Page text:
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Implementing psychological approaches in the acute psychiatric care environment

The acute psychiatric care environment poses a number of challenges to those seeking to implement psychological therapy, and the evidence on whether therapy is feasible or useful in this setting has yet to be synthesised. One of the key goal of the Inpatient Applied Psychology Research Unit is to overcome these challenges and develop effective ways of helping people feel safe and supported towards a recovery that is meaningful for them. We have completed a number of studies to help us work towards this goal, and these are detailed below:

Lennon, Griffiths & Harper (in prep)

  • This was an uncontrolled evaluation of a six session emotion regulation skills group for patients receiving acute inpatient mental healthcare, led by Dr Ruth Lennon and supervised by Sean Harper. The group was an open, rolling group piloted over a 5 month period, with two sessions delivered per week.

  • Eight participants completed pre and post group ratings of emotion regulation, acceptance and distress.

  • Results suggested the intervention is feasible and acceptable, with preliminary evidence identifying potential clinical benefits.

  • Recruitment for this trial is complete, and the results (available here) are currently being prepared for publication.

Paterson, Karatzias, Dickson, Harper, Dougall & Hutton (under review)

  • The effectiveness of psychological therapies for those receiving acute adult mental health inpatient care remains unclear, partly because of the difficulty in conducting randomised controlled trials (RCTs) in this setting.

  • The aim of this meta-analysis was to synthesise evidence from all controlled trials of psychological therapy carried out in this setting, and examine whether the presence of randomisation and rater-blinding moderated estimates of effect.​

  • Overall, the results suggested psychological therapy was associated with small to moderate improvements in psychotic symptoms at end of therapy but the effect was smaller and not significant at follow-up. Psychological therapy was also associated with reduced readmissions, depression and anxiety.

  • The use of single-blind randomised controlled trial methodology was non-significantly associated with reduced benefits on readmission and depression, and significantly associated with reduced benefits on psychotic symptoms.

  • Whether this is a consequence of these trials having increased internal validity or reduced external validity is unclear.

  • We conclude that trials with both high internal and external validity are now required to establish what type, format and intensity of brief psychological therapy is required to achieve sustained benefits in this setting.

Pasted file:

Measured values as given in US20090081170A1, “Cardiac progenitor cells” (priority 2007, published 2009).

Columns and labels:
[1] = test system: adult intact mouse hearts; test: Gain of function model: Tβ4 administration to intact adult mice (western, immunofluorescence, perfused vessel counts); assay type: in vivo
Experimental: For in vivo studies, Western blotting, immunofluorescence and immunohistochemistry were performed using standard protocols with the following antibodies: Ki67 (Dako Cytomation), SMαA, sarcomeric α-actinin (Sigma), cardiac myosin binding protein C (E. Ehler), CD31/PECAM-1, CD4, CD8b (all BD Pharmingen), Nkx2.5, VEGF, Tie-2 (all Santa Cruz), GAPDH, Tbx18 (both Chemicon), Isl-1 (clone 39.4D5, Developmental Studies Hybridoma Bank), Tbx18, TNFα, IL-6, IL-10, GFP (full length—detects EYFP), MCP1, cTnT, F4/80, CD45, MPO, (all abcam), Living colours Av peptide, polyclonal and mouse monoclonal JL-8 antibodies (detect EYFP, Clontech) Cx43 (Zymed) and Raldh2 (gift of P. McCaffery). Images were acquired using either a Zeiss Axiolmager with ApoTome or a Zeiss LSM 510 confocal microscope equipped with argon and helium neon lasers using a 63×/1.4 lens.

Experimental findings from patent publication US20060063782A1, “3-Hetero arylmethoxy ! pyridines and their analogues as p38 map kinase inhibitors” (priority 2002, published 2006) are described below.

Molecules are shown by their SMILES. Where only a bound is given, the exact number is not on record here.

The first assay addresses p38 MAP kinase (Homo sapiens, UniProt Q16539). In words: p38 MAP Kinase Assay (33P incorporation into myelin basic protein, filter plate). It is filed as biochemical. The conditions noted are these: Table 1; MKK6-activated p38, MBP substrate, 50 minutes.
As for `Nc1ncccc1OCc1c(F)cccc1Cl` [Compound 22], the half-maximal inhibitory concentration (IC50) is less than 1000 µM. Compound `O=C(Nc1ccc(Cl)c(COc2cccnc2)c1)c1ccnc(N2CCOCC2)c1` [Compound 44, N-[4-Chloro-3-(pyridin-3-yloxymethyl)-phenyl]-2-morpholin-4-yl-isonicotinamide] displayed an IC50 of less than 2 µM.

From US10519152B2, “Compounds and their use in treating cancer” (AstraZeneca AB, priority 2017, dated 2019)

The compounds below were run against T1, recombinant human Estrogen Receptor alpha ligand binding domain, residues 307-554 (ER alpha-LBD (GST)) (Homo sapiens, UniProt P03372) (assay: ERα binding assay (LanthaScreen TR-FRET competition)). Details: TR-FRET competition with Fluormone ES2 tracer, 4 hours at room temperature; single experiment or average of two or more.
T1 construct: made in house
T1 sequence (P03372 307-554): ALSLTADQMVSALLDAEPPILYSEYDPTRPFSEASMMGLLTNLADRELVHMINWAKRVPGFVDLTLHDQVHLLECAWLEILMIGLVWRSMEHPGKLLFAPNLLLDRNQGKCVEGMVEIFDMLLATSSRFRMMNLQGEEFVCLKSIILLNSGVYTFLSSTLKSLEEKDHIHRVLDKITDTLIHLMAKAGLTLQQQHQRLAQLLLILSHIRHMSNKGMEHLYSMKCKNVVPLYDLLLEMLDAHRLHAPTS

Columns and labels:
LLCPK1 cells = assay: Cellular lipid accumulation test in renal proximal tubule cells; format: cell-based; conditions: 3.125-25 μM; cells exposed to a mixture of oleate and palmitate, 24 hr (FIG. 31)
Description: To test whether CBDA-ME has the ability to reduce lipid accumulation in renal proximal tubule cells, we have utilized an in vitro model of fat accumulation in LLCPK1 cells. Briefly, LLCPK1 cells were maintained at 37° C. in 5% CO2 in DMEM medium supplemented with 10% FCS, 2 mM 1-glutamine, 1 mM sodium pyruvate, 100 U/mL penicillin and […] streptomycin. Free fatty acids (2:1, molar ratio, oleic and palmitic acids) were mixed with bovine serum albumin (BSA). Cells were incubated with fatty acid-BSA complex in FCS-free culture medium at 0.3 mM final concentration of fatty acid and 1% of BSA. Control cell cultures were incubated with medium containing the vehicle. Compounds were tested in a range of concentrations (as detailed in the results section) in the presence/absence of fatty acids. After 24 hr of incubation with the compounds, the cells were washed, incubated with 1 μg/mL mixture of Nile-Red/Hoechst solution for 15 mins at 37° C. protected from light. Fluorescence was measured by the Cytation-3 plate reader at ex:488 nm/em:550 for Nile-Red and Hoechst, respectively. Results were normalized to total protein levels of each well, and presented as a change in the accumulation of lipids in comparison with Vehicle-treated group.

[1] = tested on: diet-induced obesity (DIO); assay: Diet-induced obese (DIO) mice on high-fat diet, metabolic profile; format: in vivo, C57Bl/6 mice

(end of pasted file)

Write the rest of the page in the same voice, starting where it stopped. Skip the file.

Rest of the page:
Paterson, Harper, Dixon, Hutton, Dougall & Karatzias (under review)

  • The primary aim of this controlled (non-randomised and open) trial was to test the feasibility of implementing and evaluating a cross-diagnostic, psychological intervention in an acute mental health inpatient setting in order to inform a future definitive trial of effectiveness.

  • A secondary aim was to gather exploratory clinical outcome data, likely to be used in a larger trial, and estimate treatment effects.

  • 96 psychiatric inpatients received either psychological therapy plus usual care or usual care alone.

  • The results suggest that some aspects of the trial were successful, i.e. clinical outcomes had good completion rates at pre- and post-intervention, some intervention components were successfully implemented (e.g. individual therapy) and some promising group differences were observed on some outcomes (e.g. overall psychological distress and somatization at post-intervention, and functioning and self-efficacy at follow-up). However, other aspects of the trial were problematic and need refinement to fully implement the intervention in real world settings and progress to a full trial.

  • Key issues identified in this study include problematic eligibility criteria, poor implementation of some intervention components, poor engagement, poor completion of follow-up questionnaires, and therefore poor trial retention.

  • Furthermore, the intervention was not associated with clear group differences in the primary outcome, namely a reduction in the proportion of those readmitted.

Stenhouse & Harper (ongoing).

  • This study is a qualitative exploration of staff experience of applying a psychological model of care to an acute inpatient setting.

  • It is hoped the findings will shed further light on the potentially modifiable barriers to implementation of this approach.

One of the main components of the psychological therapy approach we have evaluated is the teaching of emotional regulation skills. We have been actively investigating the role of this particular skill in causing and maintaining acute psychological distress.

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